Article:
Your Guide To The New Flickr App
It would seem that Christmas has come early for Yahoo. Not only is its (well overdue) relaunched Flickr iPhone app receiving some pretty good reviews, but its timing could not have been better. Due to Instagram’s updated terms of service, effectively informing all their users that Instagram now owns all their images and can do whatever they want with them, people are beginning to migrate away from the service amid fears of data control and loss of their own IP. Even celebrities are leading the way, urging their fans to boycott the app and making it perfect for Yahoo to enter the fray.
Instagram’s extensive terms – which read very much like Facebook’s – state that in no uncertain terms just what you’re handing over when you sign up for its service. Though these have been slightly revised since, along with a clarifying statement from Instagram, its intentions with your data are still fairly wide-reaching. More importantly, how does Flickr’s app fare against Instagram’s?
The App Experience
The Flickr app no doubt offers a fairly impressive user experience, although there are some parts that are a little clunky and don’t lend themselves to an intuitive mobile experience. Having to re-enter all my details and use a lengthy captcha code when I initially got my password wrong was a bit frustrating. But when I got past this, I was greeted with a set of photos I had uploaded to Flickr and completely forgotten about. As it syncs with both your existing Yahoo! ID and new accounts, all your existing images are pulled into the app automatically.
As soon as you start using the app, it’s clear that this is built more for photographers than being a pure play social network. This isn’t just down to Flickr’s legacy as one of the original photo sharing sites, but the whole feel of the app feels more centered towards photography than being just about instantaneous snapshots of your daily life. The level of photography certainly adds to this. It is clearly the home of the pros as you can view any photos on Flickr, not just those taken on a mobile. The photography is, quite simply, stunning:
Yahoo has clearly thought about discovery here. While you can view photos that are interesting or trending, you can also view photos of your nearby location. So if you’re in London, you can see photos of London itself (not photos simply taken within London). These can be viewed either by most recent or most popular:
But perhaps one of the best features of the app experience is its integration with Twitter. While Instagram recently revoked access to Twitter to display photos within the feed, if you post an Instagram photo to Twitter, you can view it in the feed by expanding the tweet:
Add to that some other nice features such as viewing images in gallery mode and you have an app that is clearly built around photography first and mobile second, a reversal of Instagram’s approach. But what Flickr has done more successfully than Facebook, for example, is respond to the challenge to pivot to mobile through a bespoke app offering that actually works.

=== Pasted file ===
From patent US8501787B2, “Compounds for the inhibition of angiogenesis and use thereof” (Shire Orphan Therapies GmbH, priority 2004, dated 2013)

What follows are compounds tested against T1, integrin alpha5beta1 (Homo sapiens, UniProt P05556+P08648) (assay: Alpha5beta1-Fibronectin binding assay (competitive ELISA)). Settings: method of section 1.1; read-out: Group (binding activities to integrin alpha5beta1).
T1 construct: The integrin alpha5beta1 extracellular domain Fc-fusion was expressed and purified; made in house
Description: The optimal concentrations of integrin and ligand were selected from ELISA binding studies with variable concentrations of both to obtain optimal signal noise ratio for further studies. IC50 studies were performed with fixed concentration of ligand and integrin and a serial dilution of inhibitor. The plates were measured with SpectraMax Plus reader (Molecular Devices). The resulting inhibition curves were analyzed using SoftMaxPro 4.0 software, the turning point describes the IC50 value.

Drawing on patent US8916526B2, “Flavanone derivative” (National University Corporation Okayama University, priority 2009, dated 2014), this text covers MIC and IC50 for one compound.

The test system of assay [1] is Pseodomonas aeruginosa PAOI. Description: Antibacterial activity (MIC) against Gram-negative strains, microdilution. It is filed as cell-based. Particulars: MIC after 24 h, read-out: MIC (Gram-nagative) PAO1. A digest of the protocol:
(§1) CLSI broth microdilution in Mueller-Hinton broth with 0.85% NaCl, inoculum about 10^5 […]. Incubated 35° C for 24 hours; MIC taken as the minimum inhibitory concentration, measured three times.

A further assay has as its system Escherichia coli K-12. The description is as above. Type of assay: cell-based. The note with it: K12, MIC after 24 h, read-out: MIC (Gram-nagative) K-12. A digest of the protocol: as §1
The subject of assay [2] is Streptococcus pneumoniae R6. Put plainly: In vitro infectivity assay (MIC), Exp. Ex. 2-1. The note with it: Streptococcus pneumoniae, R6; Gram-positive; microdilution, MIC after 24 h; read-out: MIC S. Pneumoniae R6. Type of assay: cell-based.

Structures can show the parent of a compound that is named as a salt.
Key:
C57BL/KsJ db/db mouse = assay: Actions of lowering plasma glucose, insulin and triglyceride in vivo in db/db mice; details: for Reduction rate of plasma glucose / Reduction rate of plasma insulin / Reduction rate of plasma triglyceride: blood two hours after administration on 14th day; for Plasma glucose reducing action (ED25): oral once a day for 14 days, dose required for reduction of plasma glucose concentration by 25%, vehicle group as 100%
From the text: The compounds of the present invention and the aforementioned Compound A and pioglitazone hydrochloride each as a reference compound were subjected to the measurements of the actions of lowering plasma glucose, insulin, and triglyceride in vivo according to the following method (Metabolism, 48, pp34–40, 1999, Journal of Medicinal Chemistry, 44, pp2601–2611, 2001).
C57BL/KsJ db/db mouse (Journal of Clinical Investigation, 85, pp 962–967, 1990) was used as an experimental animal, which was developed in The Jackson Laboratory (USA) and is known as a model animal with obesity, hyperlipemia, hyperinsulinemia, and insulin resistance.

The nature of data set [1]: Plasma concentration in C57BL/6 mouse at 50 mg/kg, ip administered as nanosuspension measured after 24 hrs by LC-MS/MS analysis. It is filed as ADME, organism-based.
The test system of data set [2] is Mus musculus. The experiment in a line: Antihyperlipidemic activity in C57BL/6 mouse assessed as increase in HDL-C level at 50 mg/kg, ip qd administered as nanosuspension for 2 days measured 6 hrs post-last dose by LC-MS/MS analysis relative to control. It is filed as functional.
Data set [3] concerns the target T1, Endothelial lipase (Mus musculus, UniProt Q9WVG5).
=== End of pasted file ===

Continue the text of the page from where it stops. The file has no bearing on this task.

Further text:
The Best Bits
There are some features within the Flickr app that are worth looking into further, to help you get the most out of it.
When you upload photos into Flickr, you have the option to tag you and your friends in pictures. You can then view photos of yourself specifically, which is accessible directly from your profile page:
Within the app, you can get a summary of top line stats for your images, showing you quickly how many views, comments or ‘Favourites’ your photos got, which isn’t available within Instagram (you need to scroll through each image to see this). This is accessible by clicking into Photostream from your profile page. You can also click into an individual image to see advanced stats such as the device an image was taken on, which again nods to the more hardcore photographer community. You can do this by clicking the ‘info’ icon within a particular image.
If you’re new to Flickr and haven’t imported contacts into the app, discovering new people to follow and groups in the app is pretty easy. When you click into an image you like, you can see associated information with the creator such as sets and groups the photo belongs to. You can then join these in just one touch, immediately providing you with an enhanced app experience:
There are some parts of the app that pale in comparison to Instagram, such as not being able to take a photo with the preview filter on; you can only add it once you’ve taken the photo. While the Flickr experience should by no means replicate Instagram’s, this is a feature I feel is lacking.
Considering that Yahoo was built around search, you would hope that it would get this right. While the app does give you advanced search options such as the ability to search all photos, photos from your contacts or within your own stream, the results returned aren’t quite up to scratch. Clicking into one of the top images returned for the search ‘London Bridge,’ I found that it was uploaded eight years ago. While this may well be the most relevant by popularity (though no indication is given into how search results are filtered), you would expect that given the instantaneous nature of a mobile app, you would have the option to search by most recent.
So, negatives aside, this is a genuinely good offering from Flickr which, aided by a bit of good timing with Instagram’s fallout, could really stand to own this market. While the app does have a lot of advanced features that many users might not take advantage of (I can’t *really* see myself sorting photos into sets), the app offers you a simple ‘snap and share’ functionality if that’s all you want with many advanced features if you take your photography more seriously. So if you fancy a good social experience that isn’t owned by Facebook, you might want to give this a spin.